Earwigs are nocturnal, spending the day hidden under leaf debris, in cracks and crevices, and in other dark locations. Their night-time activity is influenced by weather. Stable temperature encourages activity, and it is favored by higher minimum temperatures but is discouraged by higher maximum temperatures. High relative humidity seems to suppress movement, whereas higher wind velocities and greater cloud cover encouraged earwig activity (Chant and McLeod, 1952). They produce an aggregation pheromone in their feces that is attractive to both sexes and to nymphs, and release quinones as defensive chemicals from abdominal glands (Walker et al., 1993).
Social behavior is weakly developed in European earwig. Males and females mate in late summer or autumn, and then construct a subterranean tunnel (nest) in which they overwinter. The female drives the male from the nest at the time of oviposition. Eggs are manipulated frequently, the female apparently cleaning them to prevent growth of fungi. She will relocate the eggs in an attempt to provide optimal temperature and humidity. Although the female normally keeps the eggs in a pile, as the time for hatching approaches she spreads the eggs in a single layer. After hatching, females continue to guard the nymphs and provide them with food. Food is provided by females carrying objects into the nest, and by regurgitation. Thus, there is parental care, but no cooperative brood care (Lamb, 1976).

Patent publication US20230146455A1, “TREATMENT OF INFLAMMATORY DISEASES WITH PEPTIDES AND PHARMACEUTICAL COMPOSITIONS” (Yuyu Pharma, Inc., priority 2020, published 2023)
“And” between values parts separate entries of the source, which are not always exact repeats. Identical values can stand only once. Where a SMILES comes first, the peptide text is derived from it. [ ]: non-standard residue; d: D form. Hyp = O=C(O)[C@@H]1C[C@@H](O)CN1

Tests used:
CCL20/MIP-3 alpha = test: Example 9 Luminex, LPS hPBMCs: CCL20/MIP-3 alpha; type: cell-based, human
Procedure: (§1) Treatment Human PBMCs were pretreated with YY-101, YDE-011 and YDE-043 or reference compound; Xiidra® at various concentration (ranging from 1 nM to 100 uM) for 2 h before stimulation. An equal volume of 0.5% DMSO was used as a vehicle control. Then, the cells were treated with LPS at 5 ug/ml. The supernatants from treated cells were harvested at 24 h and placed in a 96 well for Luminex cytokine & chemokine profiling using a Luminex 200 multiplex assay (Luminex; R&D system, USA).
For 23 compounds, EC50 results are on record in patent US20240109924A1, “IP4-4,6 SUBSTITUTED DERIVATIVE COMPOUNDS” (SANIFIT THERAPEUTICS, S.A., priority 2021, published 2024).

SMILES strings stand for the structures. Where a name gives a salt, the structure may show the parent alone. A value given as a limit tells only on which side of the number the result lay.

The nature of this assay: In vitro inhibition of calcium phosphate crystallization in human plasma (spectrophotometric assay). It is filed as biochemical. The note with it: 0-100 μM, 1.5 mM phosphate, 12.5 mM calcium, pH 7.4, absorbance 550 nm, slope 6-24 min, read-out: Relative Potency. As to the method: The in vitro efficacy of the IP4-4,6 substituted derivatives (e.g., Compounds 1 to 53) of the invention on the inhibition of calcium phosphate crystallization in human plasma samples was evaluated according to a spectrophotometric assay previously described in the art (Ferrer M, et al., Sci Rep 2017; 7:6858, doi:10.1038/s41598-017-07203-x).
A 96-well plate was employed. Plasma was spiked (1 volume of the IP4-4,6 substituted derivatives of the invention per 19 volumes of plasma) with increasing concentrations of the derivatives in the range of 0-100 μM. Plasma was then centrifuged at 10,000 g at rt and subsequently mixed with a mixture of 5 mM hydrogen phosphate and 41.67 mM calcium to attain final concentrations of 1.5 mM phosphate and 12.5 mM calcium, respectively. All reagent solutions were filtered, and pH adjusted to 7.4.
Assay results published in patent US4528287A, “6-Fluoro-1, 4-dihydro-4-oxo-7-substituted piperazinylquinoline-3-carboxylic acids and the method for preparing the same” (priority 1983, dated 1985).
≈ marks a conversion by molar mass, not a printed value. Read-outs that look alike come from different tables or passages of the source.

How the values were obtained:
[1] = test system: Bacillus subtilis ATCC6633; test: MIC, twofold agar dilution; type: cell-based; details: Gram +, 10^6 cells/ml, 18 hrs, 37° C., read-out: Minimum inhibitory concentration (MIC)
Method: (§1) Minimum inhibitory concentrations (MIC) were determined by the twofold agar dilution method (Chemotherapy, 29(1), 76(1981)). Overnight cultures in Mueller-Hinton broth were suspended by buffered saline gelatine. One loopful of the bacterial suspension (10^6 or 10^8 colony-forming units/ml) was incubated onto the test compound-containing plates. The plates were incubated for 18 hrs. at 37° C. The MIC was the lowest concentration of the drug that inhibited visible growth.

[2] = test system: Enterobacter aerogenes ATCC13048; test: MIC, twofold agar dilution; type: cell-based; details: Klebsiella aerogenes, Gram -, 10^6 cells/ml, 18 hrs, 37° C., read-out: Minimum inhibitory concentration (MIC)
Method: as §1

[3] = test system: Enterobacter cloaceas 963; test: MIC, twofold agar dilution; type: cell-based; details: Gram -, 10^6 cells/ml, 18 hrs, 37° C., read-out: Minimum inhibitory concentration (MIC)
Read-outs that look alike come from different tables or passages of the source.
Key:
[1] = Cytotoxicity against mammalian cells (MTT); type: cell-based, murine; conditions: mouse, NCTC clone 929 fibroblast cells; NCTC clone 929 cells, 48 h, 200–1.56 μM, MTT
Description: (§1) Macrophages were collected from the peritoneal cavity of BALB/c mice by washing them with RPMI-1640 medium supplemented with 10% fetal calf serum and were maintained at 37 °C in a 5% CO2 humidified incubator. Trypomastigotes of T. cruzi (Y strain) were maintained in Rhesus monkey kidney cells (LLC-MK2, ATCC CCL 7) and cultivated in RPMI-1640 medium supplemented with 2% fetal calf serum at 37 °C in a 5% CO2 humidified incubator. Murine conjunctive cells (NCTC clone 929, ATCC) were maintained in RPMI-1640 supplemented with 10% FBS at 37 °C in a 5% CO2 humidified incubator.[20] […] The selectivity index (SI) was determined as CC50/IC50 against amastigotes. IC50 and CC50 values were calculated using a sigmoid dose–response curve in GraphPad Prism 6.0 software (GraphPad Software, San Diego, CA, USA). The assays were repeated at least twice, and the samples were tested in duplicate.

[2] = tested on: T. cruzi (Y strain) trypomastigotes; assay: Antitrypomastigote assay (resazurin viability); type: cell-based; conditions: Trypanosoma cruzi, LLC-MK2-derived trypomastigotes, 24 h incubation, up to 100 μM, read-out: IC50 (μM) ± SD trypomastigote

The most comprehensive treatment of European earwig biology was provided by Crumb et al. (1941), though the publications by Jones (1917) and Fulton (1924) were informative. Lamb and Wellington (1974) described methods for rearing. Keys to western earwig species were provided by Langston and Powell (1975).
Eastern species were considered by Hoffmann (1987). A synopsis of European earwig, including keys to related Canadian insects, was given by Vickery and Kevan (1985).